- Weight and Complexity: 4-stroke engines are heavier and more complex due to additional moving parts and systems. You tend to have more features on 4-stroke, like power steering and more, which is not much of a thing on 2-strokes.
- Power: While smoother and easier, the power-to-weight ratio will be lowered compared to 2-stroke engines, as 4-strokes produce power every other revolution of the crankshaft. Since more focus is on 4-stroke, they do have more horsepower than similar 2-stroke, but if 2-stroke were not left behind, they would be much greater today.
How To Know What You Have
If you’re not sure if an quad is a 2-stroke or 4-stroke, there are several things that can give it away, such as a dipstick.
A 2-stroke engine has an oil tank and combines the oil with the gasoline for combustion (some models require you to mix the oil directly in the gas tank), whereas a 4-stroke engine does not burn oil. Typically, a 4-stroke engine will have an oil dipstick on the engine itself, while a 2-stroke will feature a separate oil tank, resembling a smaller gas tank.
Below are other ways to tell if your machine is 2-stroke or 4-stroke.
- Owner’s Manual: If you have the owner’s manual, it will clearly state whether the engine is a 2-stroke or 4-stroke. You can even get a digital owner’s manual for most models on the manufacturer’s website.
- Decals: Sometimes, the quad may have decals or imprints on the body engine casing that indicate whether it’s a 2-stroke or 4-stroke. When many manufacturers were switching to 4-stroke, they made sure to display it loudly with decals.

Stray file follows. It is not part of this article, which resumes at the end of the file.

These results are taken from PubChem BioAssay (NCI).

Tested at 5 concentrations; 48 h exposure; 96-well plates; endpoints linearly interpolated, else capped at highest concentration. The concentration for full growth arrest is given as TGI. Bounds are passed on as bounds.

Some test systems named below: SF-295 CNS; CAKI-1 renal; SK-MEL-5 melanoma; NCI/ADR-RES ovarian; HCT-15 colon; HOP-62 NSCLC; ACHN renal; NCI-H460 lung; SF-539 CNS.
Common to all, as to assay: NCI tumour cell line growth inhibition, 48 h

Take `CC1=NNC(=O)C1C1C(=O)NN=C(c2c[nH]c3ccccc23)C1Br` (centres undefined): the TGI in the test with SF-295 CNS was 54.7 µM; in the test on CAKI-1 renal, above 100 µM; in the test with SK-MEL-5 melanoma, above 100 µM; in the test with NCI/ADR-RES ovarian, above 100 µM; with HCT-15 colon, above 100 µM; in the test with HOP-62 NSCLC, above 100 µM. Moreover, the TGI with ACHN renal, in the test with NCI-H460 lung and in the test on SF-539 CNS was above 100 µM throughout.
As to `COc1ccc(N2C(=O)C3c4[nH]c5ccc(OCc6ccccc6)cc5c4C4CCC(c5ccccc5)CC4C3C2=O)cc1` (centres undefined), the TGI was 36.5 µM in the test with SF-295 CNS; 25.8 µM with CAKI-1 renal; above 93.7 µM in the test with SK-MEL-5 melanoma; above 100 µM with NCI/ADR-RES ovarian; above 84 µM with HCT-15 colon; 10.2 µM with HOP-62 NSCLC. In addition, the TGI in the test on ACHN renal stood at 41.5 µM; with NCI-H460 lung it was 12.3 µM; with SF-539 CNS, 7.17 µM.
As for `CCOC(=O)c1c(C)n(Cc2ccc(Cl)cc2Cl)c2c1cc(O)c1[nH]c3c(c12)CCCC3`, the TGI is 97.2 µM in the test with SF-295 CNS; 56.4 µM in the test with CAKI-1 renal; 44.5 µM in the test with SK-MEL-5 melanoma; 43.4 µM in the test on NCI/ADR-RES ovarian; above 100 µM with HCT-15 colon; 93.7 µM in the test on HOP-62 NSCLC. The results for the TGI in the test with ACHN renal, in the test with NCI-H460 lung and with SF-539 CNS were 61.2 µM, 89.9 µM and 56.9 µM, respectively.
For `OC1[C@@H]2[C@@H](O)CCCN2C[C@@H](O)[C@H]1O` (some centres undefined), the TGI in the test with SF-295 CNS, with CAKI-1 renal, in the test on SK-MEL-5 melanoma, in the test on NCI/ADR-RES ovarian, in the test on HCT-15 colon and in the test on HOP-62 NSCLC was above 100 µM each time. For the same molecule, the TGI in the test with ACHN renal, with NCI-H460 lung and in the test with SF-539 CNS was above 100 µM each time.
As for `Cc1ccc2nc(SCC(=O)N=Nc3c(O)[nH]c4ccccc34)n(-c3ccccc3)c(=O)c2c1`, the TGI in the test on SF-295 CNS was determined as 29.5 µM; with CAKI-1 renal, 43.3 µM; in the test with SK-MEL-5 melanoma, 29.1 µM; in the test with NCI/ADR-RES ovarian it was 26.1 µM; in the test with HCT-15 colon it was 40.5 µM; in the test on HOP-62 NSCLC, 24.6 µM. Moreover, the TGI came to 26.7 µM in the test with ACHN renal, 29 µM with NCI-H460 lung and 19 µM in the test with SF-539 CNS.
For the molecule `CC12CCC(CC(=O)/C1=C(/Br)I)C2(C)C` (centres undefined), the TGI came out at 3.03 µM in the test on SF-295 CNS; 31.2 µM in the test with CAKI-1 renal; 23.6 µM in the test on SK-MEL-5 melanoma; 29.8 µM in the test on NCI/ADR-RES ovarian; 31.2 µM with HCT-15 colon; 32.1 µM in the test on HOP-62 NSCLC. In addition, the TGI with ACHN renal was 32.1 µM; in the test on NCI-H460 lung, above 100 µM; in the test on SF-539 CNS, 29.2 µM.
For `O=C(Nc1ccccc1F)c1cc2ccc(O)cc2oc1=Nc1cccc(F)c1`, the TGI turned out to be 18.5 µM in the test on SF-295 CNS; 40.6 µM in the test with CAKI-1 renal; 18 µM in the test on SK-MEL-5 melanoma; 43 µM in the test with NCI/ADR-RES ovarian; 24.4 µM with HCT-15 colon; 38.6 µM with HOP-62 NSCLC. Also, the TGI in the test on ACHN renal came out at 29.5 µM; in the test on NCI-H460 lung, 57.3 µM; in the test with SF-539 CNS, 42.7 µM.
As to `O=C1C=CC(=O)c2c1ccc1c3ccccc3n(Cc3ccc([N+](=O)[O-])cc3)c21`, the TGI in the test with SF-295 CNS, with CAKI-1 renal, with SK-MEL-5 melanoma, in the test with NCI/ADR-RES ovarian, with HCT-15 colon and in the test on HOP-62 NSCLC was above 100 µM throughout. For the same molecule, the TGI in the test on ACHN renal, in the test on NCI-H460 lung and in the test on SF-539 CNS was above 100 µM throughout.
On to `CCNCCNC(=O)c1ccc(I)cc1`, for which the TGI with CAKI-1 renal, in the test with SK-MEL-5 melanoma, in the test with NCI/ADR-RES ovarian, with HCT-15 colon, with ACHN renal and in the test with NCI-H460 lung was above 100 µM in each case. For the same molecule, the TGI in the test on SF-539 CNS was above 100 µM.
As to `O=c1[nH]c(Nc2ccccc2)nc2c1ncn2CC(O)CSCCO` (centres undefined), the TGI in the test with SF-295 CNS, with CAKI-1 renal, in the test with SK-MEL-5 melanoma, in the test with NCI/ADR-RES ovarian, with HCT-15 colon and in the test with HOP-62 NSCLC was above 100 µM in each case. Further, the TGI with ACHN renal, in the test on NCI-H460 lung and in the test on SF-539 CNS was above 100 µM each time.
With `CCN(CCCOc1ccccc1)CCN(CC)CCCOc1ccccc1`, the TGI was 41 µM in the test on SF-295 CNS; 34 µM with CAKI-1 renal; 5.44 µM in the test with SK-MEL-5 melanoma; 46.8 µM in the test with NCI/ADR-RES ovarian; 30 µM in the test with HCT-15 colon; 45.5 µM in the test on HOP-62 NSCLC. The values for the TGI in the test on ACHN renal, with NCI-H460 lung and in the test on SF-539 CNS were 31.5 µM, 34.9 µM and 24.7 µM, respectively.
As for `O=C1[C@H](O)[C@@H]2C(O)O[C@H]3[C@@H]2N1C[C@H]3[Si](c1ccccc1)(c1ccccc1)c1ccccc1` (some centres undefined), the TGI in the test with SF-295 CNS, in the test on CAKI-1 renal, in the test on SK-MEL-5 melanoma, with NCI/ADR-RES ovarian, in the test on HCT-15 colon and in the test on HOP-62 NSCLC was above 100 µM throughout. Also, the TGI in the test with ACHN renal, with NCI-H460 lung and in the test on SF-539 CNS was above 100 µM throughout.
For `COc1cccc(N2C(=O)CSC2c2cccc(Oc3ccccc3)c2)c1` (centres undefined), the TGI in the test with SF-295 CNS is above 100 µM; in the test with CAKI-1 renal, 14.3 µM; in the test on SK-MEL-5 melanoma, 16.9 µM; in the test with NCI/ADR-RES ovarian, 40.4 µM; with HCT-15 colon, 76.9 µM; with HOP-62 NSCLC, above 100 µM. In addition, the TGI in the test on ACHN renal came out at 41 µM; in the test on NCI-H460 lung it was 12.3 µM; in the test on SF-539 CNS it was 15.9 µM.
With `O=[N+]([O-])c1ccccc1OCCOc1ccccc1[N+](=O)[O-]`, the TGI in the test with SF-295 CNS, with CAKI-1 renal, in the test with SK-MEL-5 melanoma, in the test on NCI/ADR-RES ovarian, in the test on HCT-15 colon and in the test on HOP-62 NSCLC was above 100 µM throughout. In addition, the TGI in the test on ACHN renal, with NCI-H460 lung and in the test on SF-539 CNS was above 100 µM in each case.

- Check the VIN: You can look up the ATV’s Vehicle Identification Number (VIN) and contact your local dealer to let you know if it’s a 2-stroke or 4-stroke.
- Forums and Google: Go online and check the different forums to see if your ATV is 2-stroke or 4-stroke. Simply Google “Your ATV Model and Year” and you can find a lot of info on it.
- Exhaust Smoke: 2-stroke engines often emit a bluish smoke from the exhaust, especially during startup. This is due to the oil mixed with the fuel that gets burned during combustion.
A 2-stroke vs 4-stroke debate and one being better is mostly personal opinion, but generally, 4-stroke are better because you can’t get 2-stroke anymore.
Due to environmental issues, 2-stroke are being phased out because they pollute too much and waste more oil and gas. While 4-stroke tend to be bigger and have more moving parts, they’re better overall for the environment.
Since this move, most manufacturers focus on making 4-stroke better and improving them with more tech and features. If 2-stroke engines weren’t kept back, they would have been the better engine due to how they work. You can still find some 2-stroke in things like dirt bikes because of weight concerns, but they too are being phased out.
Do They Still Make Two-Strokes?
Due to strict regulations, 2-stroke ATVs are not a thing anymore to buy new, at least in the US.
You can still find some manufacturers making cheap children ATVs that are 2-strokes, but it’s rare.
It is possible for 2-stroke to make a comeback, but they would need to be improved so much that it’s just not worth it, and it’s better for manufacturers to stick to 4-strokes. We have a greater shot of electric ATVs being the standard long before the 2-stroke ever comes back.
Picking between a 2-stroke and a 4-stroke largely depends on individual preferences, use-case scenarios, and environmental considerations.
While 2-strokes provide better low-end power and simplicity, their environmental damage and declining availability have hurt their appeal in the current market.
On the other hand, 4-strokes have become the dominant force due to their efficiency, durability, and compliance with stricter environmental regulations.
As the world evolves, with electric models hinting at the future, understanding the nuances of 2-stroke and 4-stroke engines remains invaluable for enthusiasts and buyers alike.
Understanding the nuances of 2-stroke vs 4-stroke is important, but it’s only 4-stroke you can get today if you want new and electric ATVs are more likely to come instead of 2-stroke coming back.